What is a Service of Hope?

It started as an ordination project.

Two years ago I had to lead a “fruitfulness project” to fulfill one of my ordination requirements. The project is intended to demonstrate a pastor’s effectiveness in leading a ministry that seeks to make disciples. That is the simplest way of defining the project.

I had a couple of ideas for my project – a study on the Book of Revelation, a youth ministry intern, etc. – but my heart settled on this worship service I had heard about. It was called a Blue Christmas or Longest Night Service.

A Blue Christmas Service or Longest Night Service typically takes place on the first day of winter – the longest night of the year – and recognizes how many of us struggle during the Christmas season. The service is intended to offer hope and expressions of peace in the midst of our struggles. Continue reading “What is a Service of Hope?”

Christmas Eve Message: Ordinary Day and Extraordinary Hope

It was just an ordinary day in the City of Bethlehem.

The population, in those days, was around 1,000 people. That is a little more than double the latest Census estimate for Salvisa. All of those 1,000 people and more were gathered in Bethlehem on that day. The people were under the authority of the Roman Empire, which had no problem throwing its weight around. On that particular day, the people under Rome’s authority were required to return to their hometown in order to be counted. This was an ordinary occurrence for the people in Bethlehem, because Rome made it a habit of doing things to reminded people of their authority and power.

It was also an ordinary day for those outside of Bethlehem. Residing around the hillsides outside of Bethlehem were a group of shepherds. The shepherds were doing their job. They were keeping watch of their sheep to make sure they stayed safe from intruders. Shepherds were not the most beloved group of people. Some tolerated them as those who performed a needed task in society, but the people had little use for them. Others viewed them as thieves, because they would do what was needed in order to survive even if it meant taking from others. On that day they were just trying to live and survive. Continue reading “Christmas Eve Message: Ordinary Day and Extraordinary Hope”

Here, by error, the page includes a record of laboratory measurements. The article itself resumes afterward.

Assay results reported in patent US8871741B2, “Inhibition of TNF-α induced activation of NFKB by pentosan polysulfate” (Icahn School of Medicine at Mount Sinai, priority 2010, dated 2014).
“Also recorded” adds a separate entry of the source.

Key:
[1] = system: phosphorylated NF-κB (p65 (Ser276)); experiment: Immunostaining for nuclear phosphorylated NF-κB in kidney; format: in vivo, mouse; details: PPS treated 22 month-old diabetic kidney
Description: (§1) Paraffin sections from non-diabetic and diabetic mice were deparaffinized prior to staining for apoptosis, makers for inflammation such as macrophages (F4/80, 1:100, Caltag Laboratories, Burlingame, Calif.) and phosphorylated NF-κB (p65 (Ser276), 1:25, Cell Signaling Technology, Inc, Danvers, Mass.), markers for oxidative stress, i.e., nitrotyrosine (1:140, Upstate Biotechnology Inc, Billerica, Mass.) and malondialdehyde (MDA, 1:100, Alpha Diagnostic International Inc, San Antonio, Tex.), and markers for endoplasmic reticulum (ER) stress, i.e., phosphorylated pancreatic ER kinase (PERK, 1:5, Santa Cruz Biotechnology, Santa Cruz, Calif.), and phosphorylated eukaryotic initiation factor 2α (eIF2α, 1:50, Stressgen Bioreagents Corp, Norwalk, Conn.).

Expect the Unexpected

A high school friend of mine, yesterday, made an interesting observation on Facebook about this time of year. She said she wanted a bumper sticker that proclaimed to fellow drivers how she survived shopping at Wal-Mart the Saturday before Christmas.

That is a bumper sticker we all want by this point in December. We have arrived at the moment in the Advent season where we start to echo the motto of “survive and advance.” Survive all the rushing around, the frustrated shoppers, the overcrowded parking lots, in order to advance to the celebration of Christmas morning. After a month of hustle and bustle we’re just ready for things to slow down and to move on to the celebrations.

To be honest, however, there might be some among us who might have a different view about at this time in December. You might not be thinking about simply surviving to Christmas morning or wishing for things to slow down. You are thinking about something else. You are just ready for Christmas to be over. Continue reading “Expect the Unexpected”

A Hope That Never Fades

Today marks the beginning of the Advent season and the beginning of a new Christian year. For four weeks we will look ahead with anticipation to both the celebration of the birth of Christ and the Lord’s eventual return. It is a season of excitement, of busyness, and of magnificent colors and decorations. It is a season of hope.

That word, hope, is among the key words of Advent. It is one that we need today. Hope is something that seems to be absent in our lives and in our world this season. We approach this start to the Advent season wondering if hope exist today or may be felt in a world of tears, brokenness, and death. Continue reading “A Hope That Never Fades”

24 Hours of Jesus: Arrest and Betrayal

“Nothing good happens after 2 a.m.”

Have you ever heard of that saying? It is a classic idiom often passed along to youth and young adults to remind them to be cautious of their actions, especially once evening gives way to the early morning. The idiom is based on the belief that the later it gets the more likely we are to make bad choices of judgment and do things we may later regret. As well, the more likely we can find ourselves in challenging or difficult situations.

Not that I am ever guilty of making such poor choice of judgment late in the evening. I did, of course, attend West Virginia University, which is known as a quality institution that does not support things like couch burnings or late-night campus parties.

What we hope for with this saying is that it will reminded us all that our choices have consequences. Those of us who have uttered this saying to our children or those who we are in ministry with desire that it would lead someone to make sound decisions and wise judgments. Continue reading “24 Hours of Jesus: Arrest and Betrayal”